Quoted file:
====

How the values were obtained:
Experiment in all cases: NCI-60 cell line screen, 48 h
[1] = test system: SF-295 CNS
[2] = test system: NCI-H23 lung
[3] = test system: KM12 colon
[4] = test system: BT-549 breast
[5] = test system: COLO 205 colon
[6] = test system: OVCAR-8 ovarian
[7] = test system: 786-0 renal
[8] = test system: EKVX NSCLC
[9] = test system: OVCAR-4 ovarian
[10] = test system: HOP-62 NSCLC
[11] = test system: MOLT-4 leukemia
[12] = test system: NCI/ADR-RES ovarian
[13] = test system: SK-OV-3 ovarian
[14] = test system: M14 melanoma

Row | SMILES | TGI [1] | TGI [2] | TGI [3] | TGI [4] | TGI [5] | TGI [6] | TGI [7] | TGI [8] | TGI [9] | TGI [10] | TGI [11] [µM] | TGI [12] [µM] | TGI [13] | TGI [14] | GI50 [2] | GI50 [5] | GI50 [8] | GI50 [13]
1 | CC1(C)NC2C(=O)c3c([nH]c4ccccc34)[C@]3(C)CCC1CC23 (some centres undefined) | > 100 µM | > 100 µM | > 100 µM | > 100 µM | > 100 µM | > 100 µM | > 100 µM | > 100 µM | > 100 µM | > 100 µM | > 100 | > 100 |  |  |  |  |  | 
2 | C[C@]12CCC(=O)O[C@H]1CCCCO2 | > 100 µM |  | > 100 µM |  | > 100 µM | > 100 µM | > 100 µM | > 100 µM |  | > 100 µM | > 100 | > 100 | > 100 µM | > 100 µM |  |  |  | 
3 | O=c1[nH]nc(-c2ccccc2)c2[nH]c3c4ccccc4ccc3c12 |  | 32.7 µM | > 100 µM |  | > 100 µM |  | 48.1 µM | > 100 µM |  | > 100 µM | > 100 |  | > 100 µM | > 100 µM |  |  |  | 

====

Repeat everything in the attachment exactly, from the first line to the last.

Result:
How the values were obtained:
Experiment in all cases: NCI-60 cell line screen, 48 h
[1] = test system: SF-295 CNS
[2] = test system: NCI-H23 lung
[3] = test system: KM12 colon
[4] = test system: BT-549 breast
[5] = test system: COLO 205 colon
[6] = test system: OVCAR-8 ovarian
[7] = test system: 786-0 renal
[8] = test system: EKVX NSCLC
[9] = test system: OVCAR-4 ovarian
[10] = test system: HOP-62 NSCLC
[11] = test system: MOLT-4 leukemia
[12] = test system: NCI/ADR-RES ovarian
[13] = test system: SK-OV-3 ovarian
[14] = test system: M14 melanoma

Row | SMILES | TGI [1] | TGI [2] | TGI [3] | TGI [4] | TGI [5] | TGI [6] | TGI [7] | TGI [8] | TGI [9] | TGI [10] | TGI [11] [µM] | TGI [12] [µM] | TGI [13] | TGI [14] | GI50 [2] | GI50 [5] | GI50 [8] | GI50 [13]
1 | CC1(C)NC2C(=O)c3c([nH]c4ccccc34)[C@]3(C)CCC1CC23 (some centres undefined) | > 100 µM | > 100 µM | > 100 µM | > 100 µM | > 100 µM | > 100 µM | > 100 µM | > 100 µM | > 100 µM | > 100 µM | > 100 | > 100 |  |  |  |  |  | 
2 | C[C@]12CCC(=O)O[C@H]1CCCCO2 | > 100 µM |  | > 100 µM |  | > 100 µM | > 100 µM | > 100 µM | > 100 µM |  | > 100 µM | > 100 | > 100 | > 100 µM | > 100 µM |  |  |  | 
3 | O=c1[nH]nc(-c2ccccc2)c2[nH]c3c4ccccc4ccc3c12 |  | 32.7 µM | > 100 µM |  | > 100 µM |  | 48.1 µM | > 100 µM |  | > 100 µM | > 100 |  | > 100 µM | > 100 µM |  |  |  | 